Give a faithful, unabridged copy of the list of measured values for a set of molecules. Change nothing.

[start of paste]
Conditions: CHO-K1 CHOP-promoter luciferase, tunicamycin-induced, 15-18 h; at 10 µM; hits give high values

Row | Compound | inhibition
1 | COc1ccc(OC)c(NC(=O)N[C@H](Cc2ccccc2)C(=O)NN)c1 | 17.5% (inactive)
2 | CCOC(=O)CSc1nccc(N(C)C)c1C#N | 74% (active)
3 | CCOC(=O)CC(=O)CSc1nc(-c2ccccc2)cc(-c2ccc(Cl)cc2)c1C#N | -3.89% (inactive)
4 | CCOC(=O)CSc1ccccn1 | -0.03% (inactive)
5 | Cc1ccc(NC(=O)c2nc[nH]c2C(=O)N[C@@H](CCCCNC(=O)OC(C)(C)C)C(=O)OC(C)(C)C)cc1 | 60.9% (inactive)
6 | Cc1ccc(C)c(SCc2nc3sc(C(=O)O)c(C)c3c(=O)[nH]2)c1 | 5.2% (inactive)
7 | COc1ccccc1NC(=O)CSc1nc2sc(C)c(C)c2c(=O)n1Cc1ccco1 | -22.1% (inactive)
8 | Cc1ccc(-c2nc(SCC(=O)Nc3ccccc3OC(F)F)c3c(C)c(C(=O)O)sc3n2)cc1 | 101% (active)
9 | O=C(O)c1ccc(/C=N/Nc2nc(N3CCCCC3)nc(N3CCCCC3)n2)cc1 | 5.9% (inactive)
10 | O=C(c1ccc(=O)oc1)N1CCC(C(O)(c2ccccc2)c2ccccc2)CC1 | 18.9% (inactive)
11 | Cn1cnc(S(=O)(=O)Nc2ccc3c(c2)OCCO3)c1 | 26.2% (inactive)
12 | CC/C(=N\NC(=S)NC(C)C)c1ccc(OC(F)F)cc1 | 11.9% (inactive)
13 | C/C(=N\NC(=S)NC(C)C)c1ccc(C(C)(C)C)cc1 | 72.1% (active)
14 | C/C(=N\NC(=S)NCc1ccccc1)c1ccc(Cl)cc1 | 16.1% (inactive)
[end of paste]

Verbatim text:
Conditions: CHO-K1 CHOP-promoter luciferase, tunicamycin-induced, 15-18 h; at 10 µM; hits give high values

Row | Compound | inhibition
1 | COc1ccc(OC)c(NC(=O)N[C@H](Cc2ccccc2)C(=O)NN)c1 | 17.5% (inactive)
2 | CCOC(=O)CSc1nccc(N(C)C)c1C#N | 74% (active)
3 | CCOC(=O)CC(=O)CSc1nc(-c2ccccc2)cc(-c2ccc(Cl)cc2)c1C#N | -3.89% (inactive)
4 | CCOC(=O)CSc1ccccn1 | -0.03% (inactive)
5 | Cc1ccc(NC(=O)c2nc[nH]c2C(=O)N[C@@H](CCCCNC(=O)OC(C)(C)C)C(=O)OC(C)(C)C)cc1 | 60.9% (inactive)
6 | Cc1ccc(C)c(SCc2nc3sc(C(=O)O)c(C)c3c(=O)[nH]2)c1 | 5.2% (inactive)
7 | COc1ccccc1NC(=O)CSc1nc2sc(C)c(C)c2c(=O)n1Cc1ccco1 | -22.1% (inactive)
8 | Cc1ccc(-c2nc(SCC(=O)Nc3ccccc3OC(F)F)c3c(C)c(C(=O)O)sc3n2)cc1 | 101% (active)
9 | O=C(O)c1ccc(/C=N/Nc2nc(N3CCCCC3)nc(N3CCCCC3)n2)cc1 | 5.9% (inactive)
10 | O=C(c1ccc(=O)oc1)N1CCC(C(O)(c2ccccc2)c2ccccc2)CC1 | 18.9% (inactive)
11 | Cn1cnc(S(=O)(=O)Nc2ccc3c(c2)OCCO3)c1 | 26.2% (inactive)
12 | CC/C(=N\NC(=S)NC(C)C)c1ccc(OC(F)F)cc1 | 11.9% (inactive)
13 | C/C(=N\NC(=S)NC(C)C)c1ccc(C(C)(C)C)cc1 | 72.1% (active)
14 | C/C(=N\NC(=S)NCc1ccccc1)c1ccc(Cl)cc1 | 16.1% (inactive)